Bears

Bears cutdown to 53-man roster reveals Fox, Pace 'traits'

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Bears cutdown to 53-man roster reveals Fox, Pace 'traits'

Bears GM Ryan Pace and coach John Fox are still in the shakedown period of their Chicago tenures, the time when tendencies, preferences and other operating philosophies become apparent. With the first edition of “final” roster reductions (waivers, contracts terminated, suspension), from 75 to 53 players, one or two Fox/Pace traits suggested themselves.

For one, they are not ego-wedded to “their guys,” players with connections to them or their staffs from the past. Among the roster trims made official before Saturday’s mandated 3 p.m. deadline were a player signed by Pace this offseason projected to be a starting inside linebacker – Mason Foster – and a quarterback prospect – Zac Dysert – who played for Fox and coordinator Adam Gase in Denver.

And the Bears will not hesitate to roll dice on unproven undrafted rookies – linebacker John Timu – over presumably safer veterans (Foster).

[MORE: While Bears held on to football, they just didn’t do enough with it]

The exact level of draft quality remains to play out when games start to count, but for just the second time in the past 10 years – but the second in the last three years – the entire Bears class was incorporated into the 53-man roster.

Expect the 2015 Bears roster to remain fluid through Opening Day, the trading deadline and possibly beyond. Teams routinely are in constant search of upgrades and Pace has made it abundantly clear that the Bears would be aggressive once roster cutdowns made possible upgrades available from other teams’ castoffs.

In addition to defensive lineman Jeremiah Ratliff being placed on the reserve/suspended list, the following players were removed from the Bears’ final roster as of late Saturday:

LB Jonathan Anderson: Great showing vs. Cleveland should land him on practice squad, or with Browns.

LB David Bass: One of the many 4-3 speed rushers trying to make the switch to an edge player in the 3-4. Not enough impact moments at a position with better options (Sam Acho, Jared Allen, Lamarr Houston, Pernell McPhee, Willie Young).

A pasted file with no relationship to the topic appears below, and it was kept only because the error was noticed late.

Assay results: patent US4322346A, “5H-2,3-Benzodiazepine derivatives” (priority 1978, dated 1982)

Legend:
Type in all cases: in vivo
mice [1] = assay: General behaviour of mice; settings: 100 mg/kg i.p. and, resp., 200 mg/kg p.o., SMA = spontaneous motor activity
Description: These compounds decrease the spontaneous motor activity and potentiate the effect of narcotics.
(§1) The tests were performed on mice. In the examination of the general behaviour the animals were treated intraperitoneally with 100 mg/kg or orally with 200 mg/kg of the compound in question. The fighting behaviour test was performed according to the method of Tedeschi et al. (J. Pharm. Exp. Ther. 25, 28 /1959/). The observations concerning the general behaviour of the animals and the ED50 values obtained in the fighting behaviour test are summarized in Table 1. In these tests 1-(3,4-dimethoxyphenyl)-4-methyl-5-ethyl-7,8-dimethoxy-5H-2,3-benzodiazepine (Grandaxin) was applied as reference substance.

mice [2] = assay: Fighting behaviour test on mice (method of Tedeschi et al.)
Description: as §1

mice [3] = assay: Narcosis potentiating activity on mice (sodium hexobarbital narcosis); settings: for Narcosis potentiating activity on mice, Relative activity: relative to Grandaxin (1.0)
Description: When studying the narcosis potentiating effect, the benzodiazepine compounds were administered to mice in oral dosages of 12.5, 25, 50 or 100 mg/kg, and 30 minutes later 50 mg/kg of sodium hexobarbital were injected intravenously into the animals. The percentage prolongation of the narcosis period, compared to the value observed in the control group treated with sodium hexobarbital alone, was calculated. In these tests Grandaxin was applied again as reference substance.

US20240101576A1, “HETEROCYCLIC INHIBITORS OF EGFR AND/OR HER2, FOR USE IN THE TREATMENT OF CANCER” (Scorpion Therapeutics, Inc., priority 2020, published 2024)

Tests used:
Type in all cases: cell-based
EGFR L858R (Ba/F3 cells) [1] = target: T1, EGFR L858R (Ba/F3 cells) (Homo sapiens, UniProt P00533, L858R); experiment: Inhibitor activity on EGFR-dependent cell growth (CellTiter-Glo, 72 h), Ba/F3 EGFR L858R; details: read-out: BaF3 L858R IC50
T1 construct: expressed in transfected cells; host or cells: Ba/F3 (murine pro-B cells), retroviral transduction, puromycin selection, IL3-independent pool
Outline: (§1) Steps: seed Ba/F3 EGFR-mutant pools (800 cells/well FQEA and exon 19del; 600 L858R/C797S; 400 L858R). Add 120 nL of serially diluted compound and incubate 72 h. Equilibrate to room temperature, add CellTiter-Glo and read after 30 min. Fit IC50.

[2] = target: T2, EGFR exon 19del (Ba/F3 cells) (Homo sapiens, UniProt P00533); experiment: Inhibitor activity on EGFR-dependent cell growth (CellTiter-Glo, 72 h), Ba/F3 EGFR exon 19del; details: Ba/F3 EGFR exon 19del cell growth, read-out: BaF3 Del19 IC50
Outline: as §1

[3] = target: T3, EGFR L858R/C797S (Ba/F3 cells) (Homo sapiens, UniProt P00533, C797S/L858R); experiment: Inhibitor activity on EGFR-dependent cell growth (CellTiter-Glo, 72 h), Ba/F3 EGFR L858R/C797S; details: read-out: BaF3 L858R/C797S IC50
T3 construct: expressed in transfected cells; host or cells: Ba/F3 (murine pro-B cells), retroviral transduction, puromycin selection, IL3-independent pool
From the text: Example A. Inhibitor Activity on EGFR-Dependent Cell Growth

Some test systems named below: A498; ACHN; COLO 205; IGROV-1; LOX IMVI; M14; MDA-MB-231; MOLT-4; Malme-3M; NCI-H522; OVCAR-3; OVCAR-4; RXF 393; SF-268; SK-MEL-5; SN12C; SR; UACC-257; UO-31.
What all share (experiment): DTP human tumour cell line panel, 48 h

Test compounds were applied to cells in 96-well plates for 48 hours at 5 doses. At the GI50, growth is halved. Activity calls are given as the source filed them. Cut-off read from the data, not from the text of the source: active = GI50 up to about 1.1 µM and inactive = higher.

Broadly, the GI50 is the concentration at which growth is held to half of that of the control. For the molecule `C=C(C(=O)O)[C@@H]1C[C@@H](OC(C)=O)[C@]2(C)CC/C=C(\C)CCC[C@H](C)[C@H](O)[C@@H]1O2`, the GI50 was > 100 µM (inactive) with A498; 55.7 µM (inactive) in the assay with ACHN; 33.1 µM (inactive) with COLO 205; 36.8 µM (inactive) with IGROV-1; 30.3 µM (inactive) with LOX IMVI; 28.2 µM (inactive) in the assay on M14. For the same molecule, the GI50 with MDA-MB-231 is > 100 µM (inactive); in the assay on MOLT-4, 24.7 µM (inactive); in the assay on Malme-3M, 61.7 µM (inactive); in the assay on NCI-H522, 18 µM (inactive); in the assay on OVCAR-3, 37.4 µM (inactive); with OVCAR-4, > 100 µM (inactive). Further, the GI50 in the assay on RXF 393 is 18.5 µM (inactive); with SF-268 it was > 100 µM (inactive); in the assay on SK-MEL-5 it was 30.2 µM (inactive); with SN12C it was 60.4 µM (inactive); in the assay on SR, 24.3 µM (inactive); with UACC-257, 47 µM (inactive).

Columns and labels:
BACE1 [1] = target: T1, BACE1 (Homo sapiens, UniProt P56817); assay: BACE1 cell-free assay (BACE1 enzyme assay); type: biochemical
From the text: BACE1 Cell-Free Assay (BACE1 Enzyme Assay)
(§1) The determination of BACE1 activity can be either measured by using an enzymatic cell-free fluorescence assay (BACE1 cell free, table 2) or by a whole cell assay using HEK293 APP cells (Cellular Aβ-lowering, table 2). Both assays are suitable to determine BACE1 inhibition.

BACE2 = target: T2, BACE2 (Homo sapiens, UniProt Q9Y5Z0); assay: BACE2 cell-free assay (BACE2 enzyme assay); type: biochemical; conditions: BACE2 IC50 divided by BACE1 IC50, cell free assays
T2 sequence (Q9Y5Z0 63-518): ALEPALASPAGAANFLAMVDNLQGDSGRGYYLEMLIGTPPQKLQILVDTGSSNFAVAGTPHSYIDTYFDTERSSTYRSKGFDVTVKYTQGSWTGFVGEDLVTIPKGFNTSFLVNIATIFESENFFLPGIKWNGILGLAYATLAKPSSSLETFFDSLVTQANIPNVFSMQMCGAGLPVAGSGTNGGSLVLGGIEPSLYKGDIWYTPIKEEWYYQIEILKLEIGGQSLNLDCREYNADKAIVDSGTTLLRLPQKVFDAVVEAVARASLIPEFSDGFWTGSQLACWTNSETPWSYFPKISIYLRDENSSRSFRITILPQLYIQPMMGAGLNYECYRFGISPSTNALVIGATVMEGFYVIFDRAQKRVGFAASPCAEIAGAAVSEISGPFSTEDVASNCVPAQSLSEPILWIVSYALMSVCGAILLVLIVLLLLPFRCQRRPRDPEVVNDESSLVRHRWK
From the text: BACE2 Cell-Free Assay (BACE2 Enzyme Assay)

QB Zac Dysert: The play of David Fales in the win over Cleveland made Fales arguably too valuable to cut with the hope of slipping him onto the practice squad. What Dysert’s brief stop in Chicago did, though, was give Bears a close-up look at a potential emergency quarterback.

LB Mason Foster: Signed by Pace and the Bears in March, Foster had moments as a backup inside ‘backer but did not flash enough for a fifth-year player. The impact plays of Timu in particular, with his value on special teams, made Foster expendable.

OL Michael, Ola: Ola started 12 games at four different positions in 2014, a versatility standard few players can match and teams covet. But Ola struggled throughout camp and was never even in the discussion for solving the problems at right tackle.

TE Dante Rosario: The late-preseason trade for Khari Lee, with Fox’s description of Lee as a good in-line blocker, portended Rosario’s exit, particularly after Rosario had a dropped pass and penalties on consecutive plays in the loss at Cincinnati.

NT Terry Williams: Swamp Monster had a creditable game in the shutout of the Cleveland Browns, and it would surprise no one if another 3-4 team (like the Browns) found space for him. The move by the Bears stands as a statement that they expect Eddie Goldman to be back from his concussion sooner rather than later. It also signals what coaches thought of how Will Sutton has performed at the spot, which also has Ego Ferguson available, and Jeremiah Ratliff should be back from his foot injury by the time his three-game suspension is served.

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Other cuts:

S Qumain Black

G Conor Boffeli

DE David Carter

WR A.J. Cruz

DL Brandon Dunn

CB Jacoby Glenn

S Anthony Jefferson

WR Rashad Lawrence

G Tyler Moore

TE Bear Pascoe

TE Gannon Sinclair

WR Ify Umodu

LB Matthew Wells

LB Kyle Woestmann

Why coming to the Bears was the right opportunity for Harry Hiestand to leave Notre Dame

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AP

Why coming to the Bears was the right opportunity for Harry Hiestand to leave Notre Dame

There wasn’t a single game Harry Hiestand coached while at Notre Dame — 77 in total — in which he didn’t have a future top-20 pick starting at left tackle. 

Zack Martin (16th overall, 2014) was followed by Ronnie Stanley (6th overall, 2016), who gave way to Mike McGlinchey (9th overall, 2018). Hiestand also developed Quenton Nelson, who went on to be the highest interior offensive lineman drafted (6th overall, 2018) since 1986. Nelson and McGlinchey became the first pair of college offensive line teammates to be drafted in the first 10 picks since 1991, when Tennessee had tackles Charles McRae and Antone Davis go seventh and eighth.